Career Advice Featured stories and job trends

Dealing with job dissatisfaction

When Helen Chan was hired by a large local public relations firm, she expected to be busy. But as her client list grew, the company's policy of putting customers first meant her work often stretched late into the night and to weekends.

"My boss told me I had to attend to customers' requests even outside my working hours," she said. "I didn't have time to do anything after work. Even at weekends, I was forced to work when my boss or seniors called me. I always felt exhausted and my appetite was affected." 

Chan's story is a common one in Hong Kong, where the average employee works eight hours more than the International Labour Organisation's recommended 40-hour week.

Long hours and stressful work mean many people have a poor work-life balance. In a survey of 1,013 Hong Kong employees, conducted by non-profit Community Business earlier this year, respondents on average wanted a work-life balance ratio of 62:38 but felt an 83:17 ratio was closer to their situation.

On a scale of one to 10, employees gave their companies a score of 4.7 for addressing work-life balance - the same as three years ago.

Shaun Bernier, managing director of Community Business, said companies found it difficult to address work-life balance because they incorrectly saw it as meaning that staff were leaving work early or not doing their job properly. Some thought profits would be hurt. "It's a very misunderstood issue," she said. 

Work-life balance can be promoted through introducing a more balanced approach to work. "Companies that address it will see increased motivation and engagement, increased staff retention and reduced absenteeism," Bernier said. 

She added that Hong Kong's position as a regional hub placed distinctive demands on workers. "You're expected to be on call late in the evening or early in the morning."

Attempts to limit working hours are also hindered by the work ethic so pervasive in Hong Kong and across Asia.

"The trend of staying late is big here," Bernier said. "We don't want to leave before our boss or our colleagues. The longer the hours we work, the better the employee we're perceived to be. This needs to some extent to be turned on its head."

She said the downturn had made companies more wary of things that they felt affected their profits and so increased their fears about work-life balance. But now that business is recovering, Bernier expected more firms to take the issue seriously. 

"Companies may start to pay the price if they haven't addressed this issue as employees will be able to move elsewhere," she said. 

Despite the various challenges, many organisations in Hong Kong have succeeded in adopting wide-ranging and innovative policies to promote work-life balance.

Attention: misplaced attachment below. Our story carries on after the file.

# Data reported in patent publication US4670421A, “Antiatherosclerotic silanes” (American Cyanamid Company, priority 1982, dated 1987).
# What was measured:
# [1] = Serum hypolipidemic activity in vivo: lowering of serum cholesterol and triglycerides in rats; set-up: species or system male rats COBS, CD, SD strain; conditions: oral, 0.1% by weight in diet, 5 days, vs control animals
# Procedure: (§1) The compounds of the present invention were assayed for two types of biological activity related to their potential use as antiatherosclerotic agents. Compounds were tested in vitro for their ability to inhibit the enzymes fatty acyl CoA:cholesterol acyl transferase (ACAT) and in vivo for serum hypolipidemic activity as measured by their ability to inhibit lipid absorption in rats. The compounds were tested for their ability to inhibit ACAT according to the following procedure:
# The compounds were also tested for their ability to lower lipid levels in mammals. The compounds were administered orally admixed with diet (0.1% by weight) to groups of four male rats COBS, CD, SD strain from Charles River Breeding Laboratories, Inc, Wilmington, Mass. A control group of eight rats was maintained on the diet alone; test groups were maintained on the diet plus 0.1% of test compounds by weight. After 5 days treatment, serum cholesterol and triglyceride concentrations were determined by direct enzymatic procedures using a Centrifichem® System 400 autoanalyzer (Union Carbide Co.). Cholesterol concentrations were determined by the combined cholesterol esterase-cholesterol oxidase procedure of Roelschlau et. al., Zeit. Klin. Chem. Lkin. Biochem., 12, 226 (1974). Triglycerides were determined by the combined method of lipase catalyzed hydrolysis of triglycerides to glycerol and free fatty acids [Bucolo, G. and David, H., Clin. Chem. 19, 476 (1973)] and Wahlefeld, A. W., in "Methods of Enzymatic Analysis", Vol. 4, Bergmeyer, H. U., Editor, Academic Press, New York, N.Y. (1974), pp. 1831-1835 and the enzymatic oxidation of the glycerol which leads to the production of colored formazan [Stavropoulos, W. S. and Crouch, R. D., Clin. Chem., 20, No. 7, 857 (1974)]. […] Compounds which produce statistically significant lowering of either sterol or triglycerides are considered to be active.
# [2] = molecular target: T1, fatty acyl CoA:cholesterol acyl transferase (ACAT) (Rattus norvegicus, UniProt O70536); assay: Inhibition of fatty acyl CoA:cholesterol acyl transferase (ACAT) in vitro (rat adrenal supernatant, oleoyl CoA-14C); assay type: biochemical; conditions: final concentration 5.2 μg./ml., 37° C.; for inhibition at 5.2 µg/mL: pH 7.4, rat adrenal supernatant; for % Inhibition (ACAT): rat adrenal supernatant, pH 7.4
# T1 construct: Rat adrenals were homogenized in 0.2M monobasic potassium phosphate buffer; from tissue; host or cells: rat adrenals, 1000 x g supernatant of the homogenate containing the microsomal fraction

Erica Pompen, senior consultant and head of the Asia-Pacific digital lifestyle practice with public relations firm Text 100, said the company held weekly meetings to review employee workloads and allocated more support to anybody who might be overworked.

Pompen said the company encouraged staff to take regular leave and discouraged them from saving up leave or carrying it over to another year.

Juhanie Cheung, education manager with the British Council, said the council had offered extensive support to help him and his wife balance having a new baby and continuing to work. He was given leave, offered highly flexible working hours and allowed to work from home if needed.

"If it wasn't for the benefits, our entire lives would have changed," Cheung said. "We would have had to change jobs ... get a maid or even move house."

Carol Wong Siu-wai, director of communications for the British Council, said work-life balance was high on the council's agenda in terms of its corporate policy and that its strategies were progressive. 

The council engages its staff in open dialogue to offer them the chance to talk about issues related to work-life balance. "Some of those have surfaced," she said. "What we are going to do is take it forward to see if there are potential solutions."

Shirley Kwong, division head of local corporates, commercial banking, at HSBC, said she had benefited from the bank's flexible working policies when her helper had to return home for an emergency. "My immediate boss told me I could work from home and, if my family needed me, I could be there to help them. I really appreciated that flexibility."

Kwong said HSBC encouraged staff to leave on time, so much so that a "leave on time" campaign was initiated where staff were given a sign they could display on their desks if they left on time.

She said the bank had sports teams and two gyms. "At one point, I went to the gym three lunchtimes a week. They have a lot of health classes that you can go to," she said.